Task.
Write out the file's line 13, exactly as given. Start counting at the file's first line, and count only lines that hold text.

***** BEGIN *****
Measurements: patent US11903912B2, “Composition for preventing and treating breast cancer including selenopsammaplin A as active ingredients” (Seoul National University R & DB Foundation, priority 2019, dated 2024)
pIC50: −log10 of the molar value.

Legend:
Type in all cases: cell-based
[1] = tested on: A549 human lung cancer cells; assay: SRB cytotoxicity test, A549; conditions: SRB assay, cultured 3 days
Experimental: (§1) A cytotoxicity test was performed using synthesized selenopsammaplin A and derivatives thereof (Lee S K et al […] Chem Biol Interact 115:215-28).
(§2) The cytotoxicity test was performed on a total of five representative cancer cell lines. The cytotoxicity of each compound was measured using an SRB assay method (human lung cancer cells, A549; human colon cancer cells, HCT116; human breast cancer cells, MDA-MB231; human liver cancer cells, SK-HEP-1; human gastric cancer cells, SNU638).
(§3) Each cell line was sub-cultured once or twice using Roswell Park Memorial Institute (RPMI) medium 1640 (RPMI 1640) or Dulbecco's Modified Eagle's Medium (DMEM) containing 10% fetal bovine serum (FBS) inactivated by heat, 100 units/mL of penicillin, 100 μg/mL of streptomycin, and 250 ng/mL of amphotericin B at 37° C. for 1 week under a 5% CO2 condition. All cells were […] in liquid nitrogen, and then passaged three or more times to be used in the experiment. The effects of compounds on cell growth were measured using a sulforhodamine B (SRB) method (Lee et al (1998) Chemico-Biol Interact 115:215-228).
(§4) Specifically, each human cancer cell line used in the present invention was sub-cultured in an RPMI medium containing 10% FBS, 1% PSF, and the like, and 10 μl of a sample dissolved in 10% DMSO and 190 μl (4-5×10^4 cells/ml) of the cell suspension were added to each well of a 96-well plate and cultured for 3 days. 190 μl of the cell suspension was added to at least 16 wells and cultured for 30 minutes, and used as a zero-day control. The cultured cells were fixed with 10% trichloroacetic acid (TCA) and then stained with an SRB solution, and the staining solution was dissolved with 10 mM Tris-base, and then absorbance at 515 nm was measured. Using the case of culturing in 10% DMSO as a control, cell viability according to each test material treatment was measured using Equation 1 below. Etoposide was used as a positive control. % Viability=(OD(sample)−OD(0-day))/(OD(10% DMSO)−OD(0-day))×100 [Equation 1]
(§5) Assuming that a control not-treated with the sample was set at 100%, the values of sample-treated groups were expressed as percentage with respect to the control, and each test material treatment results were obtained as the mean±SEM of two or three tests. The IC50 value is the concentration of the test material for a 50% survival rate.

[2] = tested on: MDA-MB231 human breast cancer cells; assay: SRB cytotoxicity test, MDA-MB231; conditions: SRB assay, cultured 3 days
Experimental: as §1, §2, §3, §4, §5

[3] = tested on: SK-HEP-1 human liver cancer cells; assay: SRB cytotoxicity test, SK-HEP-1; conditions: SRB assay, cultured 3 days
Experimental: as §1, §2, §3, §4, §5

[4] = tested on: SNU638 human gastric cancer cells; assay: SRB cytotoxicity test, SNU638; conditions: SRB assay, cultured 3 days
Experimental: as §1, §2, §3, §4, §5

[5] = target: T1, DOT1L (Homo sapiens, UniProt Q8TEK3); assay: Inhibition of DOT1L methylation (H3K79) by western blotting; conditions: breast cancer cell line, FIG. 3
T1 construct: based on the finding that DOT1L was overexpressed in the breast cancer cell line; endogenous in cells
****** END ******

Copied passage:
[3] = tested on: SK-HEP-1 human liver cancer cells; assay: SRB cytotoxicity test, SK-HEP-1; conditions: SRB assay, cultured 3 days